clipped on: 04.15.2010 at 07:26 am    last updated on: 04.15.2010 at 07:26 am

RE: Help with Gardenia (Follow-Up #6)

posted by: Pterostyrax on 05.11.2004 at 11:43 am in Southern Gardening Forum

Gardenias are like armadillos, an armadillos native habitat is dead in the middle of the road, and a gardenias native growth habit is green leaves followed by yellow leaves.

Leaf yellowing is caused by any number of factors that lead to stress. The most common is high soil pH, followed by too much moisture, followed by not enough moisture, followed by looking at them cross-eyed, followed by.........

If you want a perfect gardenia all year round, here is the recipe. Have the soil tested to ensure the pH is below 6. Remove the gardenia from its container and break up the roots if the plant is potbound. Place the plant on the ground. Make a 50-50 of bagged top soil with ground up pine bark. Check the pH of your water. If your water is above 7, add a couple of handfuls of iron sulfate to the soil mix. Now mound up the soil mix to the height of the top of the soil of the gardenia and gently slope the soil mixture out to a radius of about 3'.

Your gardenia may now last for several growing seasons before its leaves yellow, if you are lucky and hold your nose right.


clipped on: 04.15.2010 at 07:26 am    last updated on: 04.15.2010 at 07:26 am

RE: Help with Gardenia (Follow-Up #1)

posted by: WannaBGardener on 04.30.2004 at 08:51 am in Southern Gardening Forum

This may sound pretty outlandish, but some one wrote to put Corn Meal around the base of your Gardenia. Last spring, after trying everything I could think of, and still had many yellow leaves, I did the corn meal thing. Guess what Not a single yellow leaf since early last fall. And it is loaded with large buds right now. To apply I removed the mulch, and just sprinkled about two cups of dry yellow meal around the plant. (Ours is about 5 feet tall) Did this twice last year, and will give it another two cups after this rain passes, today. P.S. I don't know if the meal did the trick or not, but it made believers of my neighbors. They are adding meal to their yellowing gardenias now. :-) Wanna B.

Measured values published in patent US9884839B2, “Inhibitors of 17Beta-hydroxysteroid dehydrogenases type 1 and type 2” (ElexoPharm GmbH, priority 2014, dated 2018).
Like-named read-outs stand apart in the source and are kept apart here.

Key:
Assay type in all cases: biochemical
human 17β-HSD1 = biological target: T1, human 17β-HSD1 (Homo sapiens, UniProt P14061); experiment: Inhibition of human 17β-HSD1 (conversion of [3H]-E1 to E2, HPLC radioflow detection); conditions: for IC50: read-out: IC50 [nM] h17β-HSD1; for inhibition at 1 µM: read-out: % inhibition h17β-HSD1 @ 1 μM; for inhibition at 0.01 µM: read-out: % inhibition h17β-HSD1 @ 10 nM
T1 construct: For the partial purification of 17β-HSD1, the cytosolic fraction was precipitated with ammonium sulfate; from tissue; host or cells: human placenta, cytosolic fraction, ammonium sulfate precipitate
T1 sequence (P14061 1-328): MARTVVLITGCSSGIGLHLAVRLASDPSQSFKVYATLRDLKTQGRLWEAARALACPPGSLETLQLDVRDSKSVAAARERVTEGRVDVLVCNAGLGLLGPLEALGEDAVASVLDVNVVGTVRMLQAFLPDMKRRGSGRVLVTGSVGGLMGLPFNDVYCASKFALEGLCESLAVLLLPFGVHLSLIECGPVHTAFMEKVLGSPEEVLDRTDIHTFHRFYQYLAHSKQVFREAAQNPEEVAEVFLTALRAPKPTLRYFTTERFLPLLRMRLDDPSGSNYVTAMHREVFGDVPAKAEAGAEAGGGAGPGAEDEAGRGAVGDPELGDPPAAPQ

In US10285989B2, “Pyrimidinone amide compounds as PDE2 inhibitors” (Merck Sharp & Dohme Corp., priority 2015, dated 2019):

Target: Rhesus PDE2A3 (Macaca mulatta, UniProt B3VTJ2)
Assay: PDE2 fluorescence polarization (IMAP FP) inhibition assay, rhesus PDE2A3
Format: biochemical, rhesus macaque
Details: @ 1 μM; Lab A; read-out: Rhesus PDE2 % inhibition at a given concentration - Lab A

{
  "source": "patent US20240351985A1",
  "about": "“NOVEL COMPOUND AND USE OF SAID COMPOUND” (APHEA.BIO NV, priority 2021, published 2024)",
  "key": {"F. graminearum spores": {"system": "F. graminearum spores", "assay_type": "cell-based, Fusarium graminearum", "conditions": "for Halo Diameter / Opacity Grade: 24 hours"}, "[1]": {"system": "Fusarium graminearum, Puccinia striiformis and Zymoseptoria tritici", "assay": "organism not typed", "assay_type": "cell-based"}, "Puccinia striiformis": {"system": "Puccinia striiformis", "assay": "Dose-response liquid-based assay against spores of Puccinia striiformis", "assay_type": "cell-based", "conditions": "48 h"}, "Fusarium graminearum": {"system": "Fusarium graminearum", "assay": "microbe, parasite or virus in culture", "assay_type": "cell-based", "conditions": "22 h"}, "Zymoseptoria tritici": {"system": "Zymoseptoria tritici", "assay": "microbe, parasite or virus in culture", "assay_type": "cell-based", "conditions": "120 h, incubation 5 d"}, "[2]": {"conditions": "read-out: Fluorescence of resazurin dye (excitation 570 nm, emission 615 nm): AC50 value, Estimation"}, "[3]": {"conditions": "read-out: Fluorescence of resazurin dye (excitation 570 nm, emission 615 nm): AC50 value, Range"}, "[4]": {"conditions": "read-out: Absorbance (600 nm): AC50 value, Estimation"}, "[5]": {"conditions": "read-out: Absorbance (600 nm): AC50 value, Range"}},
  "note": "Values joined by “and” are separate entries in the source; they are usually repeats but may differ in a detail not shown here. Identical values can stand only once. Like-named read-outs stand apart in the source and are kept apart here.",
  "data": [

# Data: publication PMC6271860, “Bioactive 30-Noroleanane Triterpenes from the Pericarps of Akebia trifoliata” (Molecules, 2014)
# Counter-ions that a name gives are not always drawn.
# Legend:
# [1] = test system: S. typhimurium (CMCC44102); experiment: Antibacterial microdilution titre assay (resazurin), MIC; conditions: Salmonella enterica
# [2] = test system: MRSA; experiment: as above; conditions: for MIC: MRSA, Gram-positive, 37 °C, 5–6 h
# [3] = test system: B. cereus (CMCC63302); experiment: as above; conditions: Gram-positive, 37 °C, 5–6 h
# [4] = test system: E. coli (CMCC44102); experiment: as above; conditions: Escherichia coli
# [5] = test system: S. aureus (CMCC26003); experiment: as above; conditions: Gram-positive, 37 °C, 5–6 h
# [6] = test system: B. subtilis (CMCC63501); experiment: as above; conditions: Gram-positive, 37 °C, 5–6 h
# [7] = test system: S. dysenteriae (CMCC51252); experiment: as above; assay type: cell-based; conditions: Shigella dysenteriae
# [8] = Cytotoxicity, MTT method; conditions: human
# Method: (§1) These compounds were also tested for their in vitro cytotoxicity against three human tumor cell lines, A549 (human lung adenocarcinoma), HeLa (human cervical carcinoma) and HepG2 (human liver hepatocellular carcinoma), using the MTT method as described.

clipped on: 04.15.2010 at 07:24 am    last updated on: 04.15.2010 at 07:24 am

Sun Coleus

posted by: ralphw on 02.20.2007 at 12:44 am in Carolina Gardening Forum

I was thinking about new plant varieties to try this year and decided to look at what's listed at BB's website. I notice that, for example, they list several dozen varieties of Sun Coleus, but do not have pictures or detailed descriptions. The most comprehensive collection of coleus pictures, descriptions and sources that I have found is available at One of the links I found there is to NC State's own Erv Ervins' pictures of Sun Coleus hybrids at the link below. Hope these pictures brighten your Winter's day and help if you are considering which of these plants to buy when warmer weather finally gets here. If you want still more coleus varieties, then go to, but be warned, it is huge.

Here is a link that might be useful: NC State Pictures of Sun Coleus


clipped on: 02.25.2007 at 05:27 pm    last updated on: 02.25.2007 at 05:27 pm